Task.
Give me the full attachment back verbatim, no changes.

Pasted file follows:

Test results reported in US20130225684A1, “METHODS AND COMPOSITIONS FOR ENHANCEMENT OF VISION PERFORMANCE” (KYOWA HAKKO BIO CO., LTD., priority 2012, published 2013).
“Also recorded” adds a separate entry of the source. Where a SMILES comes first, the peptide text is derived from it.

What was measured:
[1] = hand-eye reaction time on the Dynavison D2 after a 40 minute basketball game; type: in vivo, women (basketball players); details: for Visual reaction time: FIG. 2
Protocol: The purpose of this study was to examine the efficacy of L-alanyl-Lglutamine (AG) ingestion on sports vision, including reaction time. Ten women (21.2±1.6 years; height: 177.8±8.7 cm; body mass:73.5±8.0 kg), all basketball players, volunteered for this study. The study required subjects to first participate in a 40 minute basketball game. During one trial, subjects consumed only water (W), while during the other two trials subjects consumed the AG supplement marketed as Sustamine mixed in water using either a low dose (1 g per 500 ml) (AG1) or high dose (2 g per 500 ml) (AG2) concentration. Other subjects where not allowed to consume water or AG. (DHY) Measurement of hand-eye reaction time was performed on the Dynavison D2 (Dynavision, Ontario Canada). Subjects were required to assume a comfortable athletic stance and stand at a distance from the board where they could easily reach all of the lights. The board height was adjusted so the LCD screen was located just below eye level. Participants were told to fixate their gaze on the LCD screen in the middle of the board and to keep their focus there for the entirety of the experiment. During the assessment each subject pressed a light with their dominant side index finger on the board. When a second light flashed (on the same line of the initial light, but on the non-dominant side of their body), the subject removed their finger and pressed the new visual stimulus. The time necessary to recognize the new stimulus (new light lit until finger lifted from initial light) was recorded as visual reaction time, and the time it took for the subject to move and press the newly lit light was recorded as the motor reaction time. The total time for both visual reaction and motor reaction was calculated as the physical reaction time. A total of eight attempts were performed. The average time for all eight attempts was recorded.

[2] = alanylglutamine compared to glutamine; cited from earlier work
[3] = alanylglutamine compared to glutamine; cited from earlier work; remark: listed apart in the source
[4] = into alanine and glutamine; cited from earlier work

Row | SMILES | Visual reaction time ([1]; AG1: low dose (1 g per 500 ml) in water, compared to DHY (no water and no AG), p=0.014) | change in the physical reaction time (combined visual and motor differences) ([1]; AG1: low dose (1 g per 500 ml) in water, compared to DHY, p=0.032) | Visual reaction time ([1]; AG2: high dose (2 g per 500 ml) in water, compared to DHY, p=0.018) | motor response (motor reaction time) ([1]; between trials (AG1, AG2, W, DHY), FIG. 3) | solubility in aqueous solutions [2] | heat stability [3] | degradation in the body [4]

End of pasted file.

Test results reported in US20130225684A1, “METHODS AND COMPOSITIONS FOR ENHANCEMENT OF VISION PERFORMANCE” (KYOWA HAKKO BIO CO., LTD., priority 2012, published 2013).
“Also recorded” adds a separate entry of the source. Where a SMILES comes first, the peptide text is derived from it.

What was measured:
[1] = hand-eye reaction time on the Dynavison D2 after a 40 minute basketball game; type: in vivo, women (basketball players); details: for Visual reaction time: FIG. 2
Protocol: The purpose of this study was to examine the efficacy of L-alanyl-Lglutamine (AG) ingestion on sports vision, including reaction time. Ten women (21.2±1.6 years; height: 177.8±8.7 cm; body mass:73.5±8.0 kg), all basketball players, volunteered for this study. The study required subjects to first participate in a 40 minute basketball game. During one trial, subjects consumed only water (W), while during the other two trials subjects consumed the AG supplement marketed as Sustamine mixed in water using either a low dose (1 g per 500 ml) (AG1) or high dose (2 g per 500 ml) (AG2) concentration. Other subjects where not allowed to consume water or AG. (DHY) Measurement of hand-eye reaction time was performed on the Dynavison D2 (Dynavision, Ontario Canada). Subjects were required to assume a comfortable athletic stance and stand at a distance from the board where they could easily reach all of the lights. The board height was adjusted so the LCD screen was located just below eye level. Participants were told to fixate their gaze on the LCD screen in the middle of the board and to keep their focus there for the entirety of the experiment. During the assessment each subject pressed a light with their dominant side index finger on the board. When a second light flashed (on the same line of the initial light, but on the non-dominant side of their body), the subject removed their finger and pressed the new visual stimulus. The time necessary to recognize the new stimulus (new light lit until finger lifted from initial light) was recorded as visual reaction time, and the time it took for the subject to move and press the newly lit light was recorded as the motor reaction time. The total time for both visual reaction and motor reaction was calculated as the physical reaction time. A total of eight attempts were performed. The average time for all eight attempts was recorded.

[2] = alanylglutamine compared to glutamine; cited from earlier work
[3] = alanylglutamine compared to glutamine; cited from earlier work; remark: listed apart in the source
[4] = into alanine and glutamine; cited from earlier work

Row | SMILES | Visual reaction time ([1]; AG1: low dose (1 g per 500 ml) in water, compared to DHY (no water and no AG), p=0.014) | change in the physical reaction time (combined visual and motor differences) ([1]; AG1: low dose (1 g per 500 ml) in water, compared to DHY, p=0.032) | Visual reaction time ([1]; AG2: high dose (2 g per 500 ml) in water, compared to DHY, p=0.018) | motor response (motor reaction time) ([1]; between trials (AG1, AG2, W, DHY), FIG. 3) | solubility in aqueous solutions [2] | heat stability [3] | degradation in the body [4]